When it comes to remote employees, how should you approach the hiring process?
Companies that embrace remote opportunities face unique challenges during the hiring process. Beyond assessing each candidate’s professional skills, they must also evaluate their ability to work remotely. Thankfully, this can be accomplished by asking some basic, tactical questions. For example, does the applicant have good WiFi? Would he or she have access to a quiet room or office? How easily can a prospective employee hop on a video chat? You need to ensure people will have the necessary tools to tackle their work effectively and successfully.
Of course, it’s important to move beyond the practical. Hiring teams must also set clear expectations for how new remote employees will work with their respective teams. You want to be certain that the candidates are comfortable operating within those parameters. Moreover, the interview process should be designed to test each applicant’s communication skills. After all, strong communication will be integral no matter the specific role. Have candidates briefly join a Slack or jump on a Zoom. If they aren’t clear and responsive, perhaps they aren’t the best option for a remote employee.
How do you overcome the struggle of dealing with very different time zones?
When it comes to navigating a wide variety of time zones, accommodation is key. Indeed, in order to be successful, each office must demonstrate compromise and respect for the other locations. This often means rotating meeting times and continually shifting which people/offices adjust their schedules.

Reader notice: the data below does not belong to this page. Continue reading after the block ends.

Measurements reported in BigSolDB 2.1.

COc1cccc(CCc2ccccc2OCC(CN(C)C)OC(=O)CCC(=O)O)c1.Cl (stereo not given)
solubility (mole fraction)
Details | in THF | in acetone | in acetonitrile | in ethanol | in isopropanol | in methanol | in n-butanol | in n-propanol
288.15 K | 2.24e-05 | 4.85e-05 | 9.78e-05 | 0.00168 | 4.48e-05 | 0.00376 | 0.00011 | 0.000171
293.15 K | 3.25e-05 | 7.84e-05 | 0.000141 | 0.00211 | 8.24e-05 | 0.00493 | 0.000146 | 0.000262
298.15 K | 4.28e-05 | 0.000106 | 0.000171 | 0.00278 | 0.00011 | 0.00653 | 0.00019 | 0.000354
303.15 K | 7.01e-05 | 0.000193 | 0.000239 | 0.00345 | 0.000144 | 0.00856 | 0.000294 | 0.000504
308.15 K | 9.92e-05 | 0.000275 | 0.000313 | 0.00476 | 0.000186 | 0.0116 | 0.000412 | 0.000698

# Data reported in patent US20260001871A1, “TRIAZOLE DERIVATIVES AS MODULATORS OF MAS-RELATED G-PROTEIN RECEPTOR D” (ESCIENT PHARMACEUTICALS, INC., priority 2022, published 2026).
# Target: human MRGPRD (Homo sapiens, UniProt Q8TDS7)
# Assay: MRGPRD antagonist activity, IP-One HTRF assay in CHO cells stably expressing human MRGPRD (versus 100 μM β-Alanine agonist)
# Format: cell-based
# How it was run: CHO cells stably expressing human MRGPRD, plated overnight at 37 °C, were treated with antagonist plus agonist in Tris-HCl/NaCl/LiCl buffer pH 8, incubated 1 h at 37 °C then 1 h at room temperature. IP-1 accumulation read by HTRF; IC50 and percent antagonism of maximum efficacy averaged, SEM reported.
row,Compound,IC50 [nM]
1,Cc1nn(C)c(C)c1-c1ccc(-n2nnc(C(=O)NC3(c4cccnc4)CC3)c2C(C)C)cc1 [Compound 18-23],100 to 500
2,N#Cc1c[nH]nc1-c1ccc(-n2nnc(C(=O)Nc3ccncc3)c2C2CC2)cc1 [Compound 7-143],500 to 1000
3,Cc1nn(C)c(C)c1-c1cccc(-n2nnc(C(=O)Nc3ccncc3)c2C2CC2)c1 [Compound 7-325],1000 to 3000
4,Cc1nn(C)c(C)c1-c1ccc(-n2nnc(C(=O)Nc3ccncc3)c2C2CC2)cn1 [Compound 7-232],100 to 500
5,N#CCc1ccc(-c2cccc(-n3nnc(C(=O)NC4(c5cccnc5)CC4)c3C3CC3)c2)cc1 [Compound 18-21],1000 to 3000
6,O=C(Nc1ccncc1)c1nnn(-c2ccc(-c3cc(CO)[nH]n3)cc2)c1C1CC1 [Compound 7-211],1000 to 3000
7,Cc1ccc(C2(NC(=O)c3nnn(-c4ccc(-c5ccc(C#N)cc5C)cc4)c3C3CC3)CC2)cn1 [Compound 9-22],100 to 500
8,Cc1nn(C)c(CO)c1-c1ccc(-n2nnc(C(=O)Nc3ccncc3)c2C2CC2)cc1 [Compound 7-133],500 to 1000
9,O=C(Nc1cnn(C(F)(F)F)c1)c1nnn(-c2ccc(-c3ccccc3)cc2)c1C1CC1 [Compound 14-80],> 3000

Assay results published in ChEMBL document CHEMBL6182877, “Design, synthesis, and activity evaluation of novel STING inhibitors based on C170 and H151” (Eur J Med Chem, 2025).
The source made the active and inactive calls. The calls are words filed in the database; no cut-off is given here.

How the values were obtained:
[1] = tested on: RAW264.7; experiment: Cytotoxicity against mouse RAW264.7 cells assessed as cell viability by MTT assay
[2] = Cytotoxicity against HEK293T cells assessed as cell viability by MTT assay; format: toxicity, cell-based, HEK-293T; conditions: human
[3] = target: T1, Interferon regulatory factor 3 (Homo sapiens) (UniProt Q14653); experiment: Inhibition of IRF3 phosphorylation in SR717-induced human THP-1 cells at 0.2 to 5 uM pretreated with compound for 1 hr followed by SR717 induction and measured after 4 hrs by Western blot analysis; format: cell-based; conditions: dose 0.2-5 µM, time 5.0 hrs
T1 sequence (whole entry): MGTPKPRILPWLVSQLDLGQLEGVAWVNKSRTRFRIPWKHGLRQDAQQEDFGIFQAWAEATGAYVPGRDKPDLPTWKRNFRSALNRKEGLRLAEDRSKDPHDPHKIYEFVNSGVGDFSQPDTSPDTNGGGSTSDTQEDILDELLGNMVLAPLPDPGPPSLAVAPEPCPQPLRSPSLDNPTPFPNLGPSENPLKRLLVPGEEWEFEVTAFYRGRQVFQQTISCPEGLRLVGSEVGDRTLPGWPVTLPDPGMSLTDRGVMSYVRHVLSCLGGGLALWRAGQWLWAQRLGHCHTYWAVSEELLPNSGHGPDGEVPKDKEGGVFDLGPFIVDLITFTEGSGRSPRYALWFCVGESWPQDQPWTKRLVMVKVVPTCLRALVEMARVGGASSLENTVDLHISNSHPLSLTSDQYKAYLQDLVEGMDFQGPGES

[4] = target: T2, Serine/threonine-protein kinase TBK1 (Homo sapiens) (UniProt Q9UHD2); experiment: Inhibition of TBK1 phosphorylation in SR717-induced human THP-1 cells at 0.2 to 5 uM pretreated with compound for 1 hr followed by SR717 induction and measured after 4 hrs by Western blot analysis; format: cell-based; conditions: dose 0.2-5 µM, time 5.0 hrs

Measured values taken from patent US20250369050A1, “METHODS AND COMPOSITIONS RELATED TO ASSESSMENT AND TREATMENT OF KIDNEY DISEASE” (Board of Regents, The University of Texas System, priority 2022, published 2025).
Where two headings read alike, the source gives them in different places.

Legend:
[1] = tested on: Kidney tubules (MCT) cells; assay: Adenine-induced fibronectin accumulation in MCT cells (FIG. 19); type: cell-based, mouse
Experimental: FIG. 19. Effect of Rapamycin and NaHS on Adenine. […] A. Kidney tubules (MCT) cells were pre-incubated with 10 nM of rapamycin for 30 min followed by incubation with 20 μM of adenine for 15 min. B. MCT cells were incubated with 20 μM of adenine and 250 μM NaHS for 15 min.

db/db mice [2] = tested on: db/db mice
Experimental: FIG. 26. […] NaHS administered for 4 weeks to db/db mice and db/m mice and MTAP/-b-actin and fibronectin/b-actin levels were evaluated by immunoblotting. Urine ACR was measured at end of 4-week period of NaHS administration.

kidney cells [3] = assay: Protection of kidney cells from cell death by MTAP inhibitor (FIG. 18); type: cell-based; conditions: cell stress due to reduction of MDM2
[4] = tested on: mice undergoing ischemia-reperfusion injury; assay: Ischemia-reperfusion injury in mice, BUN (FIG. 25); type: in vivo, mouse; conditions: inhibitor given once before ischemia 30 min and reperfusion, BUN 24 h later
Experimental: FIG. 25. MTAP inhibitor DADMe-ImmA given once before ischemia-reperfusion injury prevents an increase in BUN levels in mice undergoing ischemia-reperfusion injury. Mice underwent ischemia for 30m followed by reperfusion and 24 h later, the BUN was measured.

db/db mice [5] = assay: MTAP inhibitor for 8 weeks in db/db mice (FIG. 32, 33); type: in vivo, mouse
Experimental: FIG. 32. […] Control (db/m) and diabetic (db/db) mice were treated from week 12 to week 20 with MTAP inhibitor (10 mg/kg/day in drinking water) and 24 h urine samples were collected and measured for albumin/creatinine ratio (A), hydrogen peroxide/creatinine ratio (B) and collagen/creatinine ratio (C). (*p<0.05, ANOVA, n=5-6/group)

Finally, what tools do you recommend for distributed teams?
Certainly, Slack and Donut are two of the most popular tools available. They can be utilized to help with everything from onboarding to managing workflow. Even better, companies can leverage Slack and Donut to mimic the “water cooler effect,” allowing remote employees to conduct casual, spontaneous conversations. For further team bonding, some companies even encourage employees to go on virtual coffee dates. Zoom is also great because it really allows you to check in with other offices and actually see what everyone else is doing.
To streamline and simplify collaboration across teams, tools like Google Docs give all team members the ability to access documents at their convenience and easily see what their colleagues have contributed. And for professional development across remote teams, companies can turn to Hone for invaluable management training for their remote employees. On the whole, tools like the ones mentioned above will facilitate the collaboration that will help foster stronger working relationships and professional bonds.
It can be nerve-wracking when companies begin to entertain the idea of maintaining a distributed team. But rest assured, there is nothing to fear as long as you’re thoughtful about the challenges and expectations. With proper planning and policies, you just might discover that having a distributed team is actually a boon to your business.